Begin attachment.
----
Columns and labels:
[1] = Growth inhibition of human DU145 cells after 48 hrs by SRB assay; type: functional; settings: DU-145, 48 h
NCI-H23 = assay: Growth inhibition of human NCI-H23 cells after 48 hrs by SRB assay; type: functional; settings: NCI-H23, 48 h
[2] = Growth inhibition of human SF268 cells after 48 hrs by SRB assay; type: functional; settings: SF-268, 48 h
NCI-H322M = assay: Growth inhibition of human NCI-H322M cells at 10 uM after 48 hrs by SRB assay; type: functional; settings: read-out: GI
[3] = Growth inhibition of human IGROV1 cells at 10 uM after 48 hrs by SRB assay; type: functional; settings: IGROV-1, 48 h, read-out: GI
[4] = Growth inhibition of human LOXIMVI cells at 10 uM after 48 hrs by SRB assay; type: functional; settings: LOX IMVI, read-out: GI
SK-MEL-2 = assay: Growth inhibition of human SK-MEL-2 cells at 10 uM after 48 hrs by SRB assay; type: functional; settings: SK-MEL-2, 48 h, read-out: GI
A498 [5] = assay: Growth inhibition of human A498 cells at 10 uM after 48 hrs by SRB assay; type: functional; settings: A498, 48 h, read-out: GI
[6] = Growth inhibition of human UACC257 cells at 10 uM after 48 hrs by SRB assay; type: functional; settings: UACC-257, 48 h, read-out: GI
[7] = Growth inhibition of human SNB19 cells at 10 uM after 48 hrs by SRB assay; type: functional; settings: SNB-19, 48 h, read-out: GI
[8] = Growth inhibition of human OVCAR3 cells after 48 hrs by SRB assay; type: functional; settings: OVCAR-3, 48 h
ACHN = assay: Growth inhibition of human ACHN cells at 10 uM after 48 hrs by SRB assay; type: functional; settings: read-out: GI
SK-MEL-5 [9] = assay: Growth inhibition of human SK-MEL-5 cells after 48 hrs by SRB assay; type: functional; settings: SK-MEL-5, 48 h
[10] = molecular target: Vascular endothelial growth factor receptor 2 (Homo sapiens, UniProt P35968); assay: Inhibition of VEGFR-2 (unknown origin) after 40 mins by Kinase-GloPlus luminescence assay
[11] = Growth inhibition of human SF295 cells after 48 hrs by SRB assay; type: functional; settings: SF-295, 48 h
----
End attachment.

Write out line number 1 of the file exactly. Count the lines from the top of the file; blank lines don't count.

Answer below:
Columns and labels: